• Do not dispose of offal or bait in locations where gear is to be deployed.
  • Suspend any fishing operation if there is a suspected (or confirmed) capture of a shark in order to minimize the duration of the interaction and allow for the safe release of the animal.

Be Prepared

  • Familiarize yourself and your crew with species of sharks in British Columbia waters.
  • Ensure that appropriate gear is readily on hand to aid in de-hooking or disentangling captured sharks (e.g. needle-nosed pliers, wire cutters, bolt cutters; see Appendix 1).

Assess the Situation

  • Remain calm. Safety comes first. Under NO circumstances should you enter the water. Do not attempt to bring a shark onboard if doing so pose danger to you, the crew or the shark. Use common sense and caution. Stay clear of the shark’s mouth and strong caudal (tail) fin.

Take Action

  • Time is a vital factor. Minimizing capture and handling times will decrease the chances of injury to the shark, and increase the likelihood of post-release survival (e.g. limit air exposure to 3-5 minutes if the shark is completely removed from the water; any longer and the gills may become damaged).
  • For all encounters, record any visible wounds and the shark’s swimming ability post-release (e.g. active with a strong caudal (tail) fin thrust, slow glide with some fin movement, no fin movement and shark inverted).

1) Handling Guidelines for Recreational Fishers

Please refer to the BC Tidal Waters Sport Fishing Guide for catch restrictions and limits in recreational fisheries. In the event of an accidental capture, proper handling and release procedures for sharks caught by recreational fishing gear vary with life state.

Assess the life state (alive/dead) and condition of the shark (good/poor) and proceed accordingly:

  1. Alive in good condition (e.g. active swimming, minimal wounds)
    1. Treat the shark as gently as possible. All sharks are highly susceptible to injury.
      1. Use your line or a dip net to manoeuvre the shark alongside the boat.
      2. Avoid the use of restraining devices such as straps, tail ropes, or gaffs.
      3. Do NOT hold the shark by its gills. This may cause serious injury.
    2. Evaluate whether the hook can be successfully removed with the shark in the water. Keeping the shark in the water will minimize stress to the shark.
    3. Attempt to remove the hook.
      1. If the shark has been hooked through the mouth with a barbed hook and the hook is visible and easily reached, invert and pull on the bend of the hook with a gaff while pulling on the fishing line simultaneously. This action should safely dislodge the shark.
      2. Alternatively, attempt to cut the hook below the barb with bolt cutters, so that the hook will slide out with minimal damage to the shark.
      3. If the shark has swallowed the hook or has been “foul hooked” (i.e. hooked any place but the jaw), do not try to retrieve the hook. Cut the leader as close to the shark as possible.
    4. If the hook cannot be successfully removed with the shark in the water, bring the shark onboard (this may not be possible with a large shark).
      1. Use a dip net for smaller sharks.
      2. If the shark is larger, make an attempt to support the shark’s weight by at least two points when lifting from the water (one point of contact being the line, and the other being a hand under the abdomen, posterior end of the body, or caudal fin).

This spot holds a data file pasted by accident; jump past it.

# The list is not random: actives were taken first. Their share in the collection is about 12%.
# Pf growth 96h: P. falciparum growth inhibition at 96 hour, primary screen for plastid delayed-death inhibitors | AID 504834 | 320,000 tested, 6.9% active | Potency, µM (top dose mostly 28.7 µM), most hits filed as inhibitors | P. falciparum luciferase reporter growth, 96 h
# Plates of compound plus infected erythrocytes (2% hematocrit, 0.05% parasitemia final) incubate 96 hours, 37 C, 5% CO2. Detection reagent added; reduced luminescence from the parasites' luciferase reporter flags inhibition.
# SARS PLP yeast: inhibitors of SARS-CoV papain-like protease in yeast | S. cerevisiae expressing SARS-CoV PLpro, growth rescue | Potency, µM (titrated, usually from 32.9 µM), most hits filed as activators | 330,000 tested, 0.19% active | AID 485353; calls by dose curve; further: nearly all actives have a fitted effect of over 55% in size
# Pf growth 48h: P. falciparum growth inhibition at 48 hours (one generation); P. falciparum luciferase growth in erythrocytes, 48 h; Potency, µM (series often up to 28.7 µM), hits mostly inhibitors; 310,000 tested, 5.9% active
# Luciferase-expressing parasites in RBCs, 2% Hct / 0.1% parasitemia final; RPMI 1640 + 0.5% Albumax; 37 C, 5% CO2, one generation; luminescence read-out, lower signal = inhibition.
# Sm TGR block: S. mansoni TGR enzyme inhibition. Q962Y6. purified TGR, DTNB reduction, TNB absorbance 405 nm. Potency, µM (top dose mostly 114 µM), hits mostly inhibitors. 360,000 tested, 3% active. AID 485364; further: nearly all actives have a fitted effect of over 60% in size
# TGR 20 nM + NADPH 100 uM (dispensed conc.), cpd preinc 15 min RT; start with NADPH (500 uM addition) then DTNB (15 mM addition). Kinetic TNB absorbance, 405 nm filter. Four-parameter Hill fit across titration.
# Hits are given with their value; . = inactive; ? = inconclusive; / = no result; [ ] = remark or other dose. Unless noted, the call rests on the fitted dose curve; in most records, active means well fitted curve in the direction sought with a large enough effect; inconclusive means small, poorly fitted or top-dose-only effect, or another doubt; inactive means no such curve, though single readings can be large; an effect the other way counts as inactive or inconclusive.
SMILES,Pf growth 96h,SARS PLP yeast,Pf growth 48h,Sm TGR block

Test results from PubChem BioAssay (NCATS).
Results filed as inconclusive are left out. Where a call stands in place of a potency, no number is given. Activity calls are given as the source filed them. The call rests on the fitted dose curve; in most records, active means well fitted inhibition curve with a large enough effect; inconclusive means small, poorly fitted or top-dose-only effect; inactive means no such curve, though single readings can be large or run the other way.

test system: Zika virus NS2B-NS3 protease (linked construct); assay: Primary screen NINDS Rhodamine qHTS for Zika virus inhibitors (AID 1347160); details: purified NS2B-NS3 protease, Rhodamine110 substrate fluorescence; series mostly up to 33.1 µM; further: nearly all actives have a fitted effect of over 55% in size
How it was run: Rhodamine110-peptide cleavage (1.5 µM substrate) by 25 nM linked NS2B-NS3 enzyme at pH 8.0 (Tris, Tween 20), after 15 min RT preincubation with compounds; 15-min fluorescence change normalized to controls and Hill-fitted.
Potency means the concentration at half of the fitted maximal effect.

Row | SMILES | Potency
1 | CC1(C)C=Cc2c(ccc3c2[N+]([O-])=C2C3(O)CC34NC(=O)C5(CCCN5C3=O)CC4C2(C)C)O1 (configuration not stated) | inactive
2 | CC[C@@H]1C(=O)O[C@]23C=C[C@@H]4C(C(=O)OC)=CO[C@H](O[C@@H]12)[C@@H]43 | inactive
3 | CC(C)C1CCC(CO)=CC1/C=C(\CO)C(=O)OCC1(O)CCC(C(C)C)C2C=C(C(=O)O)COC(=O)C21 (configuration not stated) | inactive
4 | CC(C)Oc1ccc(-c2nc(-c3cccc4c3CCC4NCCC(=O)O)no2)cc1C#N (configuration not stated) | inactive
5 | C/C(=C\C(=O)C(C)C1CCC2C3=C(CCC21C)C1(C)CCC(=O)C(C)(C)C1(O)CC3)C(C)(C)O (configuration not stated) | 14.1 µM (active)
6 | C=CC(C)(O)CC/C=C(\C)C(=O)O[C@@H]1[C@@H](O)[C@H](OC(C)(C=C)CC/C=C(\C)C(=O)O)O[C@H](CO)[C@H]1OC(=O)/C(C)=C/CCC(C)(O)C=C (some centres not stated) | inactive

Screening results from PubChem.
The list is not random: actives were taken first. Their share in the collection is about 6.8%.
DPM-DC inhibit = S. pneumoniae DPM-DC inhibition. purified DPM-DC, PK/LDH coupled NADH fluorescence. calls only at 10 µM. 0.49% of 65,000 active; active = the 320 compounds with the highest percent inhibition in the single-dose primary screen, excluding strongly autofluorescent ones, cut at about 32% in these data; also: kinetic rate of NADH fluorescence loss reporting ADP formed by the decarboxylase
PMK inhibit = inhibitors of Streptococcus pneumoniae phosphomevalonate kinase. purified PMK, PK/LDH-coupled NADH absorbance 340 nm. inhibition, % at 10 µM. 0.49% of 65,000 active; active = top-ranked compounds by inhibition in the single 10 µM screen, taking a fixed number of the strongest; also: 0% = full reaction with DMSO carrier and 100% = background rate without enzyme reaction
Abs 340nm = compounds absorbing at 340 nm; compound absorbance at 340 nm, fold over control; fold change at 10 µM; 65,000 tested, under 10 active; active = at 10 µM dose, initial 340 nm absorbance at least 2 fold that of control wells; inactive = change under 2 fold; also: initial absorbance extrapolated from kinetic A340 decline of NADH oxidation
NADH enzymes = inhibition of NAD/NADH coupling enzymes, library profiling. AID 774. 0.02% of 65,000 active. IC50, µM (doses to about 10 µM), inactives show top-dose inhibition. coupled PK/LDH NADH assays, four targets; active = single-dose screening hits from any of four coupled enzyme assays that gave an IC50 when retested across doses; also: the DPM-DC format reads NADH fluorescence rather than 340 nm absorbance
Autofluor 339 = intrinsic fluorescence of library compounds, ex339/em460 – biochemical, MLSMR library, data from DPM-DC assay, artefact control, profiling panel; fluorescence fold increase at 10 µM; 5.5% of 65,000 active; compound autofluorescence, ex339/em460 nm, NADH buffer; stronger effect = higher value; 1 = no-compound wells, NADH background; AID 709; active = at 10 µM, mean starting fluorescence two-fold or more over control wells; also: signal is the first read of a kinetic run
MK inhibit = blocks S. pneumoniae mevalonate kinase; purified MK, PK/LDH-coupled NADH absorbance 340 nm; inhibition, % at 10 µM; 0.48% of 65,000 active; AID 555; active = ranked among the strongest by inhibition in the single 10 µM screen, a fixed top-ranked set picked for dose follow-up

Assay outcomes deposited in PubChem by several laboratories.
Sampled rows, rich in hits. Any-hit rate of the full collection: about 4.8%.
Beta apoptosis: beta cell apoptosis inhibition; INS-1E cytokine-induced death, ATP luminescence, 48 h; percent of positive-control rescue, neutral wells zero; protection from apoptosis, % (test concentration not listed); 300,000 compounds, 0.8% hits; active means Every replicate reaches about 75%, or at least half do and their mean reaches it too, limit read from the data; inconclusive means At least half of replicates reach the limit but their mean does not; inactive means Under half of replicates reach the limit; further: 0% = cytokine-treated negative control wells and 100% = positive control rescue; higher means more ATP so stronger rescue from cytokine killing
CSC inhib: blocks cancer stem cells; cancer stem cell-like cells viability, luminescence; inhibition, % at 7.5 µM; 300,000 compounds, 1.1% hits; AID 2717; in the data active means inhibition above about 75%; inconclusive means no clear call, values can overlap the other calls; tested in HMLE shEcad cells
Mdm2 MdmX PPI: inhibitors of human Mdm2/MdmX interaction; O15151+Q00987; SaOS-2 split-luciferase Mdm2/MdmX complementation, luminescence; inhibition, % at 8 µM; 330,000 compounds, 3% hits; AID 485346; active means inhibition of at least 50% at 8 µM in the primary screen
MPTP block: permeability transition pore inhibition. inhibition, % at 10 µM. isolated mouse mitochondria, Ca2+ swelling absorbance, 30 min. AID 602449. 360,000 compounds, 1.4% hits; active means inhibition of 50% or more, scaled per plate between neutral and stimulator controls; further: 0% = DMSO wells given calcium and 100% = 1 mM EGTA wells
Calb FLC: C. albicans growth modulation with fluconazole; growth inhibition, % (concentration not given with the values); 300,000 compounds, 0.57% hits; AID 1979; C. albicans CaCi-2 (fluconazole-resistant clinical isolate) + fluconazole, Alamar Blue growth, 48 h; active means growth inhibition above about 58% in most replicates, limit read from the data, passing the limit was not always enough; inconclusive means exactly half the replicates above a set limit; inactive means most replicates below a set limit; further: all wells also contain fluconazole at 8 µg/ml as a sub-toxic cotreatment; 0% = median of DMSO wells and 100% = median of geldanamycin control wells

3. Lifting using only the line or tail can cause further injury to the shark.
      4. Bring the shark up and onto the boat in as horizontal a position as possible.
      5. Follow hook removal procedures in step C noted above.
      6. Lower the shark back into the water.
      7. Maintain two-point contact until release.
  2. Alive in poor condition (e.g. sluggish, visibly wounded)
    1. The shark should be detached from the gear without being brought on board, if possible. Keeping the shark in the water will decrease the likelihood of further injury and stress to the shark.
    2. Evaluate whether the hook is visible and can be removed. Holding the shark carefully at the surface, use pliers, bolt cutters or a long handled knife to twist the hook out or cut the hook or leader as close to the mouth as possible without further injuring the shark.
  3. Dead
    1. Dead Bluntnose Sixgill and Tope Sharks cannot be retained by recreational fishers, and should be disposed of as with other shark species not listed under the Species at Risk Act.
    2. Contact the local Fisheries Officer or e-mail your report to sharks@dfo-mpo.gc.ca with “shark encounter” in the subject heading.

2) Handling Guidelines for Commercial Fishers and Aquaculture Operators

The procedures to be followed for the proper handling and release of sharks caught in commercial fishing gear vary with gear type (e.g. hook-and-line, line, trawl net, gillnet, seine net, or aquaculture net).

  • For all captures, the life state (alive versus dead) and condition (good versus poor) of the shark should be assessed first.
  • If assessed as alive, the shark should be handled and returned to the water as gently and efficiently as possible, as all sharks are highly susceptible to injury.
  • Detailed handling and release procedures for live sharks for each gear type are described below.
  • Dead Bluntnose Sixgill Shark and Tope Shark cannot be retained by commercial fishers, and should be disposed of as with other shark species not listed under the Species at Risk Act. If an on-board observer has taken samples, please contact the local Fisheries Officer or e-mail your report to sharks@dfo-mpo.gc.ca with “shark for sampling” in the subject heading.